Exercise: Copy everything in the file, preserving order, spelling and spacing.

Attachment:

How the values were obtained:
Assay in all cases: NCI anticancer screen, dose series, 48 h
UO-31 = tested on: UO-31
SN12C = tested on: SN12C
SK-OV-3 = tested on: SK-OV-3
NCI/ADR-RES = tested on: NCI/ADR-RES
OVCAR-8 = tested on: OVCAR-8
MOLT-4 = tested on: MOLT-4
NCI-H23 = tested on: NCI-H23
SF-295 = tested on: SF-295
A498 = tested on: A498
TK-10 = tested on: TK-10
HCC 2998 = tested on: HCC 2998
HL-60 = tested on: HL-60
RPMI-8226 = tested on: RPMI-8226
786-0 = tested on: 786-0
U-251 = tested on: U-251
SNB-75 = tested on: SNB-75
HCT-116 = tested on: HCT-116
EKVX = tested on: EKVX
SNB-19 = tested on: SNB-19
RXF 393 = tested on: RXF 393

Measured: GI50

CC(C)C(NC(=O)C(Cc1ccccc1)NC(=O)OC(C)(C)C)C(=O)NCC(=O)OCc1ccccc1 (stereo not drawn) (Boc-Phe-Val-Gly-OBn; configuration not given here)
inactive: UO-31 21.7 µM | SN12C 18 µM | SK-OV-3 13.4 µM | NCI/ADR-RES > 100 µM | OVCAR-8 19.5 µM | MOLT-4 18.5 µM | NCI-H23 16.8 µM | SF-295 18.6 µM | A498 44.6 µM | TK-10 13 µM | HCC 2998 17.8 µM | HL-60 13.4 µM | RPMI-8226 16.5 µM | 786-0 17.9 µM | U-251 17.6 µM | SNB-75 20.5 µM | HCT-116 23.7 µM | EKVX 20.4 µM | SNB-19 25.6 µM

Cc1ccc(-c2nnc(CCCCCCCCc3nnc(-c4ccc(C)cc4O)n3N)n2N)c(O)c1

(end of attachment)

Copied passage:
How the values were obtained:
Assay in all cases: NCI anticancer screen, dose series, 48 h
UO-31 = tested on: UO-31
SN12C = tested on: SN12C
SK-OV-3 = tested on: SK-OV-3
NCI/ADR-RES = tested on: NCI/ADR-RES
OVCAR-8 = tested on: OVCAR-8
MOLT-4 = tested on: MOLT-4
NCI-H23 = tested on: NCI-H23
SF-295 = tested on: SF-295
A498 = tested on: A498
TK-10 = tested on: TK-10
HCC 2998 = tested on: HCC 2998
HL-60 = tested on: HL-60
RPMI-8226 = tested on: RPMI-8226
786-0 = tested on: 786-0
U-251 = tested on: U-251
SNB-75 = tested on: SNB-75
HCT-116 = tested on: HCT-116
EKVX = tested on: EKVX
SNB-19 = tested on: SNB-19
RXF 393 = tested on: RXF 393

Measured: GI50

CC(C)C(NC(=O)C(Cc1ccccc1)NC(=O)OC(C)(C)C)C(=O)NCC(=O)OCc1ccccc1 (stereo not drawn) (Boc-Phe-Val-Gly-OBn; configuration not given here)
inactive: UO-31 21.7 µM | SN12C 18 µM | SK-OV-3 13.4 µM | NCI/ADR-RES > 100 µM | OVCAR-8 19.5 µM | MOLT-4 18.5 µM | NCI-H23 16.8 µM | SF-295 18.6 µM | A498 44.6 µM | TK-10 13 µM | HCC 2998 17.8 µM | HL-60 13.4 µM | RPMI-8226 16.5 µM | 786-0 17.9 µM | U-251 17.6 µM | SNB-75 20.5 µM | HCT-116 23.7 µM | EKVX 20.4 µM | SNB-19 25.6 µM

Cc1ccc(-c2nnc(CCCCCCCCc3nnc(-c4ccc(C)cc4O)n3N)n2N)c(O)c1